Oslo/London March 15th, 2016 – The introduction of the 0.50% Global Sulphur Cap is drawing near, and discussions are loud around the availability of compliant fuel and whether implementation will take place in 2020 or 2025. Very little attention is being paid to how it will be enforced. The International Bunker Industry Association (IBIA) and the Trident Alliance share serious concerns about the future implementation of the Global Sulphur Cap and are now joining forces to work together on this important matter.
“The 0.1% sulphur limit in Emission Control Areas has now been in place for over a year, and still significant gaps in enforcement remain. However, the enforcement challenges of the ECA zones pale in comparison to what authorities will face at the implementation of the Global Sulphur Cap. Given how critical it is for both environment and business, this challenge cannot be shied away from no matter how difficult it may be to resolve”, says Anna Larsson, Chair of the Trident Alliance.
Chairman of IBIA Robin Meech says: “There needs to be more clarity about the legal framework and the areas of jurisdiction as well as implementation of the Global Sulphur Cap. IBIA will be working with the Trident Alliance to highlight our points of concern with the regulatory authorities and to find a realistic and enforceable solution for both industry and the environment.”
Peter Hall, CEO of IBIA says: “It makes sense on so many levels to join in partnership with the Trident Alliance. We share concerns about the impact that a lack of enforcement will have on society, the environment and a well-founded marine industry. We also share the view that cost of implementation should not impose an unfair additional burden on one or more sectors.”
“By speaking with a united voice we can press for transparent and robust enforcement of sulphur regulations, which will address those that try to evade the system rather than penalise minor transgressions,” Peter Hall adds.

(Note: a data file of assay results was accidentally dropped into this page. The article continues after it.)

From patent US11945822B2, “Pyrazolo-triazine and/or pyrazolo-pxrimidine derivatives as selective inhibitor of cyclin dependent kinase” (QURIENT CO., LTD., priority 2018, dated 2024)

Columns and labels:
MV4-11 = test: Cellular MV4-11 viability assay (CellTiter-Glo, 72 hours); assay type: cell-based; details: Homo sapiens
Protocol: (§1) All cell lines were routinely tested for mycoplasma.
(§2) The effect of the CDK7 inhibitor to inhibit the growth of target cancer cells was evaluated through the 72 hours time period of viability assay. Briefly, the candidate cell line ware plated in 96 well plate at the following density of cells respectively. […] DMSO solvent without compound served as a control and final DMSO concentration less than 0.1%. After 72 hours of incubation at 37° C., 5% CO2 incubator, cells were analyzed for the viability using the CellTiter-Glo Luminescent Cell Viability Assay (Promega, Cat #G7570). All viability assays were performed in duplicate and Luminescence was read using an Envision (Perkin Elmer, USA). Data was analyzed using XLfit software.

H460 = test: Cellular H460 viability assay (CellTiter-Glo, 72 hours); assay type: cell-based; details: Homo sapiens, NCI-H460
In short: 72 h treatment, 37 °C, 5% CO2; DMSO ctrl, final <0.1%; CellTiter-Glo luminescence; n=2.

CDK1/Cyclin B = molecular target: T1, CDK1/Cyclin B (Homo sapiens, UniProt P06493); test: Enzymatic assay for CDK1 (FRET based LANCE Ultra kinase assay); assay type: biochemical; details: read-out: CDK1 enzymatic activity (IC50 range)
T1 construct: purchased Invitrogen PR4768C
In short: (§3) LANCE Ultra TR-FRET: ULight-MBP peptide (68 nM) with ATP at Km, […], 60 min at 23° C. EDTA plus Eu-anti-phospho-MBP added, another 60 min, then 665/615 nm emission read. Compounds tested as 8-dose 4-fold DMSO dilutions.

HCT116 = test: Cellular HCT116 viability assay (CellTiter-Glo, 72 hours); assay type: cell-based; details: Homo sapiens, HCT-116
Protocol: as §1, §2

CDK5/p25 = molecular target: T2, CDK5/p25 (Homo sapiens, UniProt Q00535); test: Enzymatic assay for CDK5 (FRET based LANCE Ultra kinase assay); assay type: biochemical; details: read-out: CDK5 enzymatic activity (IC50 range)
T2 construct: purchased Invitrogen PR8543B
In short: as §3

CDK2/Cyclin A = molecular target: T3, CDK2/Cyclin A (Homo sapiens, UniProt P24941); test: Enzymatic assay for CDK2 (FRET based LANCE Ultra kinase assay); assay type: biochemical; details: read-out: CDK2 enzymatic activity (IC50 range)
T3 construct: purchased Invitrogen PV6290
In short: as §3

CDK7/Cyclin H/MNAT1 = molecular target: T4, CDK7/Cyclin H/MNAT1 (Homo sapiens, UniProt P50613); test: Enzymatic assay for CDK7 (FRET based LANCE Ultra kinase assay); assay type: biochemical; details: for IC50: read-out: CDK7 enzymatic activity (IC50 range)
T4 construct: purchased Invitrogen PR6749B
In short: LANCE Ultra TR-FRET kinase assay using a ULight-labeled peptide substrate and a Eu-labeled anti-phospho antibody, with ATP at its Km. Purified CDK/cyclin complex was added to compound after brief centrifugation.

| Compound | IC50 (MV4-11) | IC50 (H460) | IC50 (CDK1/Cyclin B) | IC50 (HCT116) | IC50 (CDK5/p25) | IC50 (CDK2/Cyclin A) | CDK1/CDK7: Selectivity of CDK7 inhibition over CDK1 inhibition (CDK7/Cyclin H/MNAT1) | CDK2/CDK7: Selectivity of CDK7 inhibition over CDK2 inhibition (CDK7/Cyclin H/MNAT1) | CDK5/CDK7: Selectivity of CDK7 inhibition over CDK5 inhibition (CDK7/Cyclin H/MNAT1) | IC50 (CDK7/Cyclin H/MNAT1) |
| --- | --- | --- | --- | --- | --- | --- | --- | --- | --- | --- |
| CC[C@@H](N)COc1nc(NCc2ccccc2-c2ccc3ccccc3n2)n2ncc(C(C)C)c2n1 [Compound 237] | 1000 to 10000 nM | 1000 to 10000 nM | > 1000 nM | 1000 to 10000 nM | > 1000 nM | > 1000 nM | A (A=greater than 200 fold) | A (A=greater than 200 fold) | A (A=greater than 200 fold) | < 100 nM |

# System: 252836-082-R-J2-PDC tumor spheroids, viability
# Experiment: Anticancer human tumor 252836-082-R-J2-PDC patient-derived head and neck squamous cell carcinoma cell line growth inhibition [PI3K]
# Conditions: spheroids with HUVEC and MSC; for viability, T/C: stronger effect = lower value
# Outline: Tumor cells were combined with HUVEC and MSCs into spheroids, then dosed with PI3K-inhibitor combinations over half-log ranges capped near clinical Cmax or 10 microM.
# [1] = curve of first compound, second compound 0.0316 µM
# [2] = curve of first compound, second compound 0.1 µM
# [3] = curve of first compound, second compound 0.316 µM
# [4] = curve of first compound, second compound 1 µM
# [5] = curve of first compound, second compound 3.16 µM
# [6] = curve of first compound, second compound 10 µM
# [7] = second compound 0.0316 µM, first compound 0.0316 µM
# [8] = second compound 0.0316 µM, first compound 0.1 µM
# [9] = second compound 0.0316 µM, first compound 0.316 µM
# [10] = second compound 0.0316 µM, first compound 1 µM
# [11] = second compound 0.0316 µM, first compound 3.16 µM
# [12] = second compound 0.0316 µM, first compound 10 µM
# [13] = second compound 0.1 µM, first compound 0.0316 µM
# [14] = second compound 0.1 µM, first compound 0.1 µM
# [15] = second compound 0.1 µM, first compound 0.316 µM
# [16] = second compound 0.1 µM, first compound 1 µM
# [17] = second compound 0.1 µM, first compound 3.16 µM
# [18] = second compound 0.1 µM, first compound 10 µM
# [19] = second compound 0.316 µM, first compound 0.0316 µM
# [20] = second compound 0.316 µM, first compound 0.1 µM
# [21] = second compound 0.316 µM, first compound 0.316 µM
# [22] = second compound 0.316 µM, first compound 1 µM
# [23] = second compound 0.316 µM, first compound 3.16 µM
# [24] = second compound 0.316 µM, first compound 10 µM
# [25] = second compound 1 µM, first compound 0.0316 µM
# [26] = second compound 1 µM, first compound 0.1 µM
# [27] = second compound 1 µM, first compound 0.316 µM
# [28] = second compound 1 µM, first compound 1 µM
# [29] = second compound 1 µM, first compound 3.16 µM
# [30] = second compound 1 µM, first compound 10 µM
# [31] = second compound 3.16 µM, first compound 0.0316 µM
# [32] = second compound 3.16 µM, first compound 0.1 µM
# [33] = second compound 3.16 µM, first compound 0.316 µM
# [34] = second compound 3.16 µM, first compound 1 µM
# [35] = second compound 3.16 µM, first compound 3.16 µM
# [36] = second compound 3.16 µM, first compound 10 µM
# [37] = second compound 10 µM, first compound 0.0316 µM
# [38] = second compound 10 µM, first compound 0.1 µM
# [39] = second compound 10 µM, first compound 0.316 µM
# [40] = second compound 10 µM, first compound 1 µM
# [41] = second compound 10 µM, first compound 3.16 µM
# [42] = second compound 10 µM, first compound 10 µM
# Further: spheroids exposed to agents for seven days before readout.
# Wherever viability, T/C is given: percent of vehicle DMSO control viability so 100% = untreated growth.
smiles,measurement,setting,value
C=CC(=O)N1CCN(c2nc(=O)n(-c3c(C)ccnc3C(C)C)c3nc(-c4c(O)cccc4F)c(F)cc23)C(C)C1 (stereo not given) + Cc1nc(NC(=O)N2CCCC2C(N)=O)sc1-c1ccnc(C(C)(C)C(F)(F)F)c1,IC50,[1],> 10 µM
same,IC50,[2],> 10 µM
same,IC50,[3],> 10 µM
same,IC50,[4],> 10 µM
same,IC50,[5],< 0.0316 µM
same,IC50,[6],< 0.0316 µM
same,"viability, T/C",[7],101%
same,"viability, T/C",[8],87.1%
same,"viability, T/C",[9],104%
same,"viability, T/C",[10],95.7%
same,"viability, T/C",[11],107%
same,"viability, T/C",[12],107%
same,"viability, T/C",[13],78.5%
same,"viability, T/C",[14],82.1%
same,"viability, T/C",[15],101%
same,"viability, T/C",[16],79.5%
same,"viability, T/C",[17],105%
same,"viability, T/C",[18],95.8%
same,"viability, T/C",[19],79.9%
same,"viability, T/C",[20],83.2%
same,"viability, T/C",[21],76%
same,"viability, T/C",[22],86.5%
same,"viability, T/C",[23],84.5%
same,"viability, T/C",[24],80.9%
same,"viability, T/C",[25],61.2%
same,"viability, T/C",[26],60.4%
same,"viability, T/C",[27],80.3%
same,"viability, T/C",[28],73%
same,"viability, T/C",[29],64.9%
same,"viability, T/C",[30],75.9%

“Together, both IBIA and the Trident Alliance can reach further and be more effective in our work for effective implementation of sulphur regulations”, says Anna Larsson.
More about the Trident Alliance
The Trident Alliance (www.tridentalliance.org) is a coalition of ship owners and operators who share a common interest in robust enforcement of maritime sulphur regulation as a means to ensure fair competition and are willing to collaborate to help bring it about. The Trident Alliance partners with other stakeholder groups, who share the interest in robust enforcement, to work on specific initiatives that support this objective.
The organisations focus is on communication to raise awareness of the issue, supported by compliance transparency measures, as well as on initiatives to foster innovation in enforcement technology.
For regular updates on sulphur regulations and their enforcement, join the Trident Alliance Group on LinkedIn.
More about the International Bunker Industry Association (IBIA)
IBIA is the voice of the suppliers and end users of marine fuel. Conceived in 1992 it has expanded steadily with a worldwide membership comprising shipowners, charterers, bunker suppliers, traders, brokers, barging companies, storage companies, surveyors, port authorities, credit reporting companies, lawyers, P&I clubs, equipment manufacturers, shipping journalists and marine consultants. Today membership stands at over 780 organisations and members from 80 countries.
We ensure that legislators hear the voice of the suppliers and end users of marine fuels. IBIA represents the industry at the International Maritime Organization (IMO) as a consultative non-governmental organisation. IBIA was represented on the Expert Panel in 2007 which reported to IMO about the implications of proposed revisions to MARPOL Annex VI. IBIA attends all meetings of the Marine Environment Protection Committee (MEPC), Maritime Safety Committee (MSC) and the Bulk Liquids and Gases (BLG sub-committee).
On enforcement of sulphur regulations
Over the past years, significant steps have been taken to implement regulations to limit sulphur emissions from shipping. Whilst necessary, these regulations pose a significant cost and compliance challenge to the shipping industry. If the regulations are robustly implemented then compliance is the norm and competition is not distorted. However, when enforcement is weak a temptation is created to cut corners on compliance. The result is that regulations will not have the intended effect of protecting the environment and human health. Also, responsible shipping companies are put at a disadvantage relative to those who are intentionally non‐compliant.
Peter W Hall